• pipelines (one or more commands separated by |),
    • AND-OR lists (one or more pipelines separated by either && or ||),
    • lists (a sequence of one or more AND-OR lists separated by ; or &),
    • compound commands (a grouped command, loop, if statement, case statement, etc.), and
    • function definitions.

    (Technically speaking, there are simple commands, function definitions, and everything else is a compound command.)

    Note that only simple commands can be proceeded by variable assignments.  These are put into the environment of that command only.  So if FOO=one then:

    FOO=two echo $FOO  # prints "one"!
    FOO=two sh -c 'echo $FOO'  # prints "two"!
    FOO=two eval echo \$FOO  # prints "two"!
    FOO=two for i in 1 2 do; echo $i; done  # error!
    FOO=two (echo $foo)  # error!
    (FOO=two env) |grep FOO  # prints "FOO=two"!
    (FOO=two w | env) |grep FOO  # prints "FOO=one"!

    Some simple commands are shell built-in commands, but these are in no way different from other, non-built-in utilities (the term isn't even used in the standard).  Any utility may be built-in (test, echo, and printf are common examples) or not.  But some other simple commands are called special built-in commands, which must be built in.

    There are two things that make special built-ins different from other utilities: the shell exits when a special builtin encounters certain (syntax) errors, and variable assignments preceding a special built-in persist after the builtin completes.  (Using the command command with a special built-in command suppresses both of those.)  The special builtins are: break, colon (:), continue, dot (.), eval, exec, exit, export, readonly, return, set, shift, times, trap, and unset.

    At this point the shell will process each simple command separately, in order.  If the shell hasn't read in enough input to find the end of the command, it goes back to the preceding (tokenizing) step and reads in more input.  For each simple command the following is done:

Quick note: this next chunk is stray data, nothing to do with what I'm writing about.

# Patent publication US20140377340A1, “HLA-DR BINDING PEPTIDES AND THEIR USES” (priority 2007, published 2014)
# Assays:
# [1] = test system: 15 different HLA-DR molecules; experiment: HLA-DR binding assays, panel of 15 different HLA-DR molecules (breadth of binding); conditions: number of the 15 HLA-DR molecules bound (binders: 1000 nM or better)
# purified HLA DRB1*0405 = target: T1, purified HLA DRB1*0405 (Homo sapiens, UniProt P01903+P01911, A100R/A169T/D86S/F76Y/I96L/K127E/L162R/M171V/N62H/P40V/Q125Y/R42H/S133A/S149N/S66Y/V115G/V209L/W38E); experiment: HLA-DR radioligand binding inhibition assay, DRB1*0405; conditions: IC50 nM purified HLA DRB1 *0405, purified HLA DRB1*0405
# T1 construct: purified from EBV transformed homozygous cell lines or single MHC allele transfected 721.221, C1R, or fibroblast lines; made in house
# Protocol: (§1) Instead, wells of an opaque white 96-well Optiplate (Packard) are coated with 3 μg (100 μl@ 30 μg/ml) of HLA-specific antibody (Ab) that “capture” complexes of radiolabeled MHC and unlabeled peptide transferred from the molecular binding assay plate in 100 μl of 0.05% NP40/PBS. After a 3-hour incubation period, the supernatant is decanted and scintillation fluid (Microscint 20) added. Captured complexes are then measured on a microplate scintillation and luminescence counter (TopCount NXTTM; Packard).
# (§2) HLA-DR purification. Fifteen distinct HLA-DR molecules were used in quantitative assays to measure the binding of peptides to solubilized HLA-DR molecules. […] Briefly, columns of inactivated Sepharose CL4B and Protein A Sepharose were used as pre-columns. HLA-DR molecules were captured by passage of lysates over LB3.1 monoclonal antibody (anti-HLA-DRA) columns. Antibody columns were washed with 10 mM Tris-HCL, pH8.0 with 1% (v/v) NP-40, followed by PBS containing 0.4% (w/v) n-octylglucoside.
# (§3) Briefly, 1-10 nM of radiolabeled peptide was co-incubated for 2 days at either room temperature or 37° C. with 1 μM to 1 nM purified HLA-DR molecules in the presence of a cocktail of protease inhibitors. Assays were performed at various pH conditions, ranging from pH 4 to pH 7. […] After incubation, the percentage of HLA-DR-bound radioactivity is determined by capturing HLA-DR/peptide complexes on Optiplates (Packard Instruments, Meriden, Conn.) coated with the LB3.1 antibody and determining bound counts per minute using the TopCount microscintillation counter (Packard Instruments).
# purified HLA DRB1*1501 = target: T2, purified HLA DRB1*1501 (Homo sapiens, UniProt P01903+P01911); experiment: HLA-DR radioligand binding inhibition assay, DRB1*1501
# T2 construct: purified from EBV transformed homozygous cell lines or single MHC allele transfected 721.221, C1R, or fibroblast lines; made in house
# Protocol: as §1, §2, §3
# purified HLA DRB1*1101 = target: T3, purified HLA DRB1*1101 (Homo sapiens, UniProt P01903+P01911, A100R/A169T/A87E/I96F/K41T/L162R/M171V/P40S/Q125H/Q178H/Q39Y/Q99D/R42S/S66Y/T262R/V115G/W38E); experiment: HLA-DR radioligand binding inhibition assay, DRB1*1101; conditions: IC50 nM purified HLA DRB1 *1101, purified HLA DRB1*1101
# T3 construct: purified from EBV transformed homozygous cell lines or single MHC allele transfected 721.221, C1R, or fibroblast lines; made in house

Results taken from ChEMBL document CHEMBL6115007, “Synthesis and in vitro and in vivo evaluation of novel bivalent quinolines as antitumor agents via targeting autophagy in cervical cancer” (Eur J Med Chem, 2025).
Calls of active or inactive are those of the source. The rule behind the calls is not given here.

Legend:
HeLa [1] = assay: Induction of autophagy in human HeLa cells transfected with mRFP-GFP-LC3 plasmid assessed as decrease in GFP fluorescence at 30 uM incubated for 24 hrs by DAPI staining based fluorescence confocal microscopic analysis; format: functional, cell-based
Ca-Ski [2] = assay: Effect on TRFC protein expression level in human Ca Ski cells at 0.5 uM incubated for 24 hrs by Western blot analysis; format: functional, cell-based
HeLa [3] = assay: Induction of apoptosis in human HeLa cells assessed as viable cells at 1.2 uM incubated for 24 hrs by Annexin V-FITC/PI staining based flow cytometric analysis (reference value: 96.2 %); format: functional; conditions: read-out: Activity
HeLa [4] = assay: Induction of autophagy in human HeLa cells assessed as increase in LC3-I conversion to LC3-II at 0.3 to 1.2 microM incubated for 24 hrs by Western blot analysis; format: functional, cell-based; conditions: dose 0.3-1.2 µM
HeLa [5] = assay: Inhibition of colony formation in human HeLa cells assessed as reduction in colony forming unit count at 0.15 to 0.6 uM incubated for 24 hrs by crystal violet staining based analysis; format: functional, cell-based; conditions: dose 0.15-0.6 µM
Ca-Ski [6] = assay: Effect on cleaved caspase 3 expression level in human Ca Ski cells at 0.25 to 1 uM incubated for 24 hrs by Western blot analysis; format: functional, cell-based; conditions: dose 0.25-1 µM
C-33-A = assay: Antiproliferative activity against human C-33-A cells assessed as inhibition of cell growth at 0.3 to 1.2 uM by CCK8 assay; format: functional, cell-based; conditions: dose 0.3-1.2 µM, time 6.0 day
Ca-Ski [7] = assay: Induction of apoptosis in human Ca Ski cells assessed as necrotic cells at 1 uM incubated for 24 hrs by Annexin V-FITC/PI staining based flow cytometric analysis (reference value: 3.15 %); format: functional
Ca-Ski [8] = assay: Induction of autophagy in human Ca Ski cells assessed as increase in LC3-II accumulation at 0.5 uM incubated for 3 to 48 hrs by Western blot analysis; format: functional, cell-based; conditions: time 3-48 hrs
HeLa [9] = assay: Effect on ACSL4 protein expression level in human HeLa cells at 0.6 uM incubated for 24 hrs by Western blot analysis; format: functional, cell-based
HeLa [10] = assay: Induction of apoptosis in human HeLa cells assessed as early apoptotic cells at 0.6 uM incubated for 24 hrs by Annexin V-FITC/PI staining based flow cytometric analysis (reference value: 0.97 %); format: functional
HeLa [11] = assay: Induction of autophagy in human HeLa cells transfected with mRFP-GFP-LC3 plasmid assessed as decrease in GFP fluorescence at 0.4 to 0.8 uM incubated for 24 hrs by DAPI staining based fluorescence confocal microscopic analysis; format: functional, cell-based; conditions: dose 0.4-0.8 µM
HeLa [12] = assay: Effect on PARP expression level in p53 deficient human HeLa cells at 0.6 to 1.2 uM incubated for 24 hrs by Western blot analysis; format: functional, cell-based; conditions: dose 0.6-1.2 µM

1. The words that are recognized as either variable assignments (name=value) or redirections (“[nop word”) are removed and saved for later processing in steps c and d.
    2. The remaining words (that are not variable assignments or redirections) are expanded as described below in steps 4 through 7.  If any fields remain following their expansion, the first field shall be considered the command name and remaining fields are the arguments for the command.
    3. Redirections (found in step a) are performed next.  If the redirection operator (“op”) is “<<” or “<<–” (a here doc), the word that follows op has quote removal done; it is unspecified whether any other expansions occur.  For the other redirection operators, the word that follows the op is subject to tilde expansion, parameter expansion, command substitution, arithmetic expansion, and quote removal.
    4. Each variable assignment (found in step a) is expanded for tilde expansion, parameter expansion, command substitution, arithmetic expansion, and quote removal prior to assigning the value.

    Note that field splitting is never done on variable assignments!  As long as the name=value is recognized as a single word in step 2, any expansions done on the value will result in a single word.  Consider:

    foo=*     # no quotes needed
    foo='x date'
    bar=$foo  # no quotes needed

    The order of steps c and d may be reversed when processing special built-ins.

    What is the output of the following?

    x=y echo $x
    x=y x=z sh -c 'echo $x'
    x=y : | x=z echo $x
    x=y : | x=z sh -c 'echo $x'
    env x=y echo $x
  4. (Expansions)  The shell performs several types of expansions on different parts of each command, resulting in a list of fields (or words), some to be treated as a command and the rest as arguments and/or pathnames (the command's parameter list).  Most expansions that occur within a single word expand to a single field.  (It is only pathname expansion that can create multiple fields from a single word.)  The single exception to this rule is the expansion of the special parameter @ within double-quotes.

    The expansions are done in this order (and are discussed in detail later):

    1. Alias expansion is done if the command name word of a simple command is determined to be an unquoted, valid alias name. 
    2. Tilde expansion  (Expands words of the form ~username to the absolute pathname of the home directory for username.  If the word is a bare tilde (~) it expands to the absolute pathname of the current user's home directory.)